On House

Building Frankenstein's Doctor

The Component Parts of Dr. House
By Shanna Swendson

Dr. Gregory House is one of the most complex and fascinating characters on network television today. He’s equally brilliant, clever, creative, infuriating, stubborn, arrogant, witty, curious, and troubled. The creators of the series House M.D. gave themselves room to fully explore House by surrounding him with people who reflect various aspects of his character. Each of the three fellows working for House embodies a crucial element (or two) of House’s character. Or, depending on how you look at it, House’s team is a sort of Frankenstein’s monster, another House built from component parts. This allows those key traits to be isolated and taken to extremes or inverted while being put in direct opposition with each other and with House himself.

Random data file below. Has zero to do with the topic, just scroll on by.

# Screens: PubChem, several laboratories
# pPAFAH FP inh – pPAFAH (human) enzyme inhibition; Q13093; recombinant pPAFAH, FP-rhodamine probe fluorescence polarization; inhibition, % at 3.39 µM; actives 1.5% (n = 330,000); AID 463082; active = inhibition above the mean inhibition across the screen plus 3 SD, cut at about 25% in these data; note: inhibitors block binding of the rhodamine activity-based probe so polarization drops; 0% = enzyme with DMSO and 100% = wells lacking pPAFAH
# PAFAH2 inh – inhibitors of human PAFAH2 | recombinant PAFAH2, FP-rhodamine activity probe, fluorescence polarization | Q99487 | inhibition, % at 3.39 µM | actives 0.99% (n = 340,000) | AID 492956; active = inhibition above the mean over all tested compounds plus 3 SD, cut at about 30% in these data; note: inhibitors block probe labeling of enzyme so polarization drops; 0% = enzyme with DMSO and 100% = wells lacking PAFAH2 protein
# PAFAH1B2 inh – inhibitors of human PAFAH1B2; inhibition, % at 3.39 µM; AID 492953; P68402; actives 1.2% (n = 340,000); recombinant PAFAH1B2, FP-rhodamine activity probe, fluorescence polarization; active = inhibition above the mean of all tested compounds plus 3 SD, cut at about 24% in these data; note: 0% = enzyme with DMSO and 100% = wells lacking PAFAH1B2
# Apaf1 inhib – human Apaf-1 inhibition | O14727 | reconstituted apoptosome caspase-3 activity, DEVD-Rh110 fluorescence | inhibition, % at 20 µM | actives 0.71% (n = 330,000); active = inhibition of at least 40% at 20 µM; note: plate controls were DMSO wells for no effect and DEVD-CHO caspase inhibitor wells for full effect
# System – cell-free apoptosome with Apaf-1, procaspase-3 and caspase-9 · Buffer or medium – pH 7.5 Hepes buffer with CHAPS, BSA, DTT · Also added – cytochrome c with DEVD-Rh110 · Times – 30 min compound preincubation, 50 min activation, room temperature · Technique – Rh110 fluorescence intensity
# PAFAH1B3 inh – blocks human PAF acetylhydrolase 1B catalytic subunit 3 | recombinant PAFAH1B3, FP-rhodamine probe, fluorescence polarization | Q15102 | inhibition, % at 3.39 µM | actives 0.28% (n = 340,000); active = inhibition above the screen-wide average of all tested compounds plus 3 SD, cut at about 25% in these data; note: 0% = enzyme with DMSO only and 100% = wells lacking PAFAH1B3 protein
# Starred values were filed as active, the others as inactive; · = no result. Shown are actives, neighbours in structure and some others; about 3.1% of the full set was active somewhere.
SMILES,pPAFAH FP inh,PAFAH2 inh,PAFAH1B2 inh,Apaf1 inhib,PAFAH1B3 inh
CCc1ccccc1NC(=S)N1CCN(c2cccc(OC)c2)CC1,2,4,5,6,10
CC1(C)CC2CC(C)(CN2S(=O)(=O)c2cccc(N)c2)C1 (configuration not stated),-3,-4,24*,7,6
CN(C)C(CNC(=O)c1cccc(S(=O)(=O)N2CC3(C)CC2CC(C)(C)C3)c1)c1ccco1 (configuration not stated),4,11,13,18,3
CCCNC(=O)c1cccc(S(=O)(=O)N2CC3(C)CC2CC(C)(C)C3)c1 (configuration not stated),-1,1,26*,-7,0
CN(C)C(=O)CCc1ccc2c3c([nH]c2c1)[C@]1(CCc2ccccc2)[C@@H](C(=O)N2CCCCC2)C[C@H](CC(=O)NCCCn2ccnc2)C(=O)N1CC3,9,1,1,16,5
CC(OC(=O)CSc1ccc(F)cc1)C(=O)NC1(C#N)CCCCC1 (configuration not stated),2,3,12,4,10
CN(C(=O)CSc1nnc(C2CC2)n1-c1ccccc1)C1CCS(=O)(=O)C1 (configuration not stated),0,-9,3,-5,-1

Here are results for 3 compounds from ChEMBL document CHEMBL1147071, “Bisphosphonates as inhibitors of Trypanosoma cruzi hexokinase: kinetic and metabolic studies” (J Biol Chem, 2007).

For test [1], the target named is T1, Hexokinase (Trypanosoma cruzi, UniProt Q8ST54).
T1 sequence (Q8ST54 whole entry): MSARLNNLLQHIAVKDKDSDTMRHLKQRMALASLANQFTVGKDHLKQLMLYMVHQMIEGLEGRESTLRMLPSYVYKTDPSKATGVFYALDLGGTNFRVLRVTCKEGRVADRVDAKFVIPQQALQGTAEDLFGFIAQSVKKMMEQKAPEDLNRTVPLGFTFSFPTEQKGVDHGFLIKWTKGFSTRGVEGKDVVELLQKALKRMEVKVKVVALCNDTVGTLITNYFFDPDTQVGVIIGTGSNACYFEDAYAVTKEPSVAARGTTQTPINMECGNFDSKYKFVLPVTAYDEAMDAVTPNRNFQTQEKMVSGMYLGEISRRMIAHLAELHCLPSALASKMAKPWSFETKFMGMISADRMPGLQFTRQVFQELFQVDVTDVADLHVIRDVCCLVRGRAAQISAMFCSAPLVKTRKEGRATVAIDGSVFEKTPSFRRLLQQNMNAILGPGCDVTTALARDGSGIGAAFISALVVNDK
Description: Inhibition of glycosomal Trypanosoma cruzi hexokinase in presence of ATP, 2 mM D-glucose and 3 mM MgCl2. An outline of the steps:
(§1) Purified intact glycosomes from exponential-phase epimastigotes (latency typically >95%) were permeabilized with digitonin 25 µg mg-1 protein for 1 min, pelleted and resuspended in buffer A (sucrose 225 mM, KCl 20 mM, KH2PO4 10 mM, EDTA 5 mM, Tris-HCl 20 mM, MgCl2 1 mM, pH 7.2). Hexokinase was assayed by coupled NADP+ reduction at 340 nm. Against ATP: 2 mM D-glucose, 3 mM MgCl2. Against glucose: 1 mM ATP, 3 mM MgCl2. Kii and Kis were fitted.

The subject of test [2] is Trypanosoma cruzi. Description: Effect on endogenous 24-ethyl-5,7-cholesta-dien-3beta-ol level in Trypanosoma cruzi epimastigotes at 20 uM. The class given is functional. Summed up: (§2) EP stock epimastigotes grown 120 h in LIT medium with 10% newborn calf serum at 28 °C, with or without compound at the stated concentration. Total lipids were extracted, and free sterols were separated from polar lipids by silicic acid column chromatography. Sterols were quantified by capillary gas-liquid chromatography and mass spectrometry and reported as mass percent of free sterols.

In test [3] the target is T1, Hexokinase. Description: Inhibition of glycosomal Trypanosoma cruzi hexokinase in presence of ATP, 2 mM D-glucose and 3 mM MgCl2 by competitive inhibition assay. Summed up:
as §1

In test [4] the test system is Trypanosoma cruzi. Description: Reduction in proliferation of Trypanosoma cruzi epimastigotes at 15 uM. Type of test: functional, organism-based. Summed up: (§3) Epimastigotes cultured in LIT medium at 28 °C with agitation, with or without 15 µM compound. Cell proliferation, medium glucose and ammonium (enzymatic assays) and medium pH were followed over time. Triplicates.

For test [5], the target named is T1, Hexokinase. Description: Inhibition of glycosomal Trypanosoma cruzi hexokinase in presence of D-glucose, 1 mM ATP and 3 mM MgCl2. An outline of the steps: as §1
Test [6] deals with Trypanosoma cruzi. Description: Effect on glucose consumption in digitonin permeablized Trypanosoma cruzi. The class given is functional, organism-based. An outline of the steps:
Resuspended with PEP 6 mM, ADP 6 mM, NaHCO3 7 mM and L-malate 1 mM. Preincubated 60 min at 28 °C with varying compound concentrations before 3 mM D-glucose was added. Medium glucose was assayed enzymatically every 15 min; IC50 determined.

House is arrogant and outspoken, with no respect for rank or position–a trait reflected in Dr. Eric Foreman, the team’s neurologist. House is insatiably curious and won’t quit until he finds the answer he needs–something we also see in Dr. Allison Cameron, the immunologist of the group. House is troubled, as well, with physical pain, a dependence on painkillers, and plenty of emotional baggage. Dr. Robert Chase, the intensive care specialist, is a lost soul who reflects some of House’s baggage and his troubled past.

The pilot episode lays out these characterizations. In his very first appearance on the series, Foreman challenged House’s approach to medicine and his insistence that there was something more unusual than a tumor affecting their patient. At that point, Foreman had only recently joined the team, but  …

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